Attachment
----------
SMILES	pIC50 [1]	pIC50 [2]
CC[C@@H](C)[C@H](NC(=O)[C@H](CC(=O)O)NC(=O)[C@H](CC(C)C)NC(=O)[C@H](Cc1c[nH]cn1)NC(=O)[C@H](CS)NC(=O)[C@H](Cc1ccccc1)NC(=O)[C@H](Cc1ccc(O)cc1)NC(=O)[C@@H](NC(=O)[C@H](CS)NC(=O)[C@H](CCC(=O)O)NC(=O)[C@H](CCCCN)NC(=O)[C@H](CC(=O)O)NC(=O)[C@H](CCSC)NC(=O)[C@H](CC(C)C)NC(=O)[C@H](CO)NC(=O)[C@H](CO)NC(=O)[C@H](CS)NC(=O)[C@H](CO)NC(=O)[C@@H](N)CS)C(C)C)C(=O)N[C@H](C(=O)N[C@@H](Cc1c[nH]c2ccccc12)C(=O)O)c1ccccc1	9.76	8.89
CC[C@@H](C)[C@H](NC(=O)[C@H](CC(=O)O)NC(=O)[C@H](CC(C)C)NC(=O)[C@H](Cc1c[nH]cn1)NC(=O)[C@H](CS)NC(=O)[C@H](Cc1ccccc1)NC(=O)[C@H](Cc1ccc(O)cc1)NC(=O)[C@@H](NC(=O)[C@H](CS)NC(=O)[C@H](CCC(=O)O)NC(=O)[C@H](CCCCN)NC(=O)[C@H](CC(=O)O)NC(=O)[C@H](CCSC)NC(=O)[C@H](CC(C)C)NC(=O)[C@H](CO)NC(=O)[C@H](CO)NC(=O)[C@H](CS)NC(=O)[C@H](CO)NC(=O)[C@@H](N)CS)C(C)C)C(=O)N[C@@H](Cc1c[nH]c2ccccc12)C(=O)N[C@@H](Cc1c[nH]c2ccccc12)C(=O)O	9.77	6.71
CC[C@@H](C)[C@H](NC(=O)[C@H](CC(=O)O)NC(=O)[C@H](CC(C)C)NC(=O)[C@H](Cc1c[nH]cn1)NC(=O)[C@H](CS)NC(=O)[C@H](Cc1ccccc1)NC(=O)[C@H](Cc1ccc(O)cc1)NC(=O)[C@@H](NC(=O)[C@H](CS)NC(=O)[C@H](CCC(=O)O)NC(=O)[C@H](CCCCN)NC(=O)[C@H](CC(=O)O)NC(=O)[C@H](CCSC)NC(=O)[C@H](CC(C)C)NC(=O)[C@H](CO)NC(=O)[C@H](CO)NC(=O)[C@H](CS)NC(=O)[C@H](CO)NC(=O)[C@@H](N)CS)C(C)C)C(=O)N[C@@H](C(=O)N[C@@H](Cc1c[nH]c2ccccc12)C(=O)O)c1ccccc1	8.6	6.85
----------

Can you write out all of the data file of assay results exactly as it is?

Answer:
SMILES	pIC50 [1]	pIC50 [2]
CC[C@@H](C)[C@H](NC(=O)[C@H](CC(=O)O)NC(=O)[C@H](CC(C)C)NC(=O)[C@H](Cc1c[nH]cn1)NC(=O)[C@H](CS)NC(=O)[C@H](Cc1ccccc1)NC(=O)[C@H](Cc1ccc(O)cc1)NC(=O)[C@@H](NC(=O)[C@H](CS)NC(=O)[C@H](CCC(=O)O)NC(=O)[C@H](CCCCN)NC(=O)[C@H](CC(=O)O)NC(=O)[C@H](CCSC)NC(=O)[C@H](CC(C)C)NC(=O)[C@H](CO)NC(=O)[C@H](CO)NC(=O)[C@H](CS)NC(=O)[C@H](CO)NC(=O)[C@@H](N)CS)C(C)C)C(=O)N[C@H](C(=O)N[C@@H](Cc1c[nH]c2ccccc12)C(=O)O)c1ccccc1	9.76	8.89
CC[C@@H](C)[C@H](NC(=O)[C@H](CC(=O)O)NC(=O)[C@H](CC(C)C)NC(=O)[C@H](Cc1c[nH]cn1)NC(=O)[C@H](CS)NC(=O)[C@H](Cc1ccccc1)NC(=O)[C@H](Cc1ccc(O)cc1)NC(=O)[C@@H](NC(=O)[C@H](CS)NC(=O)[C@H](CCC(=O)O)NC(=O)[C@H](CCCCN)NC(=O)[C@H](CC(=O)O)NC(=O)[C@H](CCSC)NC(=O)[C@H](CC(C)C)NC(=O)[C@H](CO)NC(=O)[C@H](CO)NC(=O)[C@H](CS)NC(=O)[C@H](CO)NC(=O)[C@@H](N)CS)C(C)C)C(=O)N[C@@H](Cc1c[nH]c2ccccc12)C(=O)N[C@@H](Cc1c[nH]c2ccccc12)C(=O)O	9.77	6.71
CC[C@@H](C)[C@H](NC(=O)[C@H](CC(=O)O)NC(=O)[C@H](CC(C)C)NC(=O)[C@H](Cc1c[nH]cn1)NC(=O)[C@H](CS)NC(=O)[C@H](Cc1ccccc1)NC(=O)[C@H](Cc1ccc(O)cc1)NC(=O)[C@@H](NC(=O)[C@H](CS)NC(=O)[C@H](CCC(=O)O)NC(=O)[C@H](CCCCN)NC(=O)[C@H](CC(=O)O)NC(=O)[C@H](CCSC)NC(=O)[C@H](CC(C)C)NC(=O)[C@H](CO)NC(=O)[C@H](CO)NC(=O)[C@H](CS)NC(=O)[C@H](CO)NC(=O)[C@@H](N)CS)C(C)C)C(=O)N[C@@H](C(=O)N[C@@H](Cc1c[nH]c2ccccc12)C(=O)O)c1ccccc1	8.6	6.85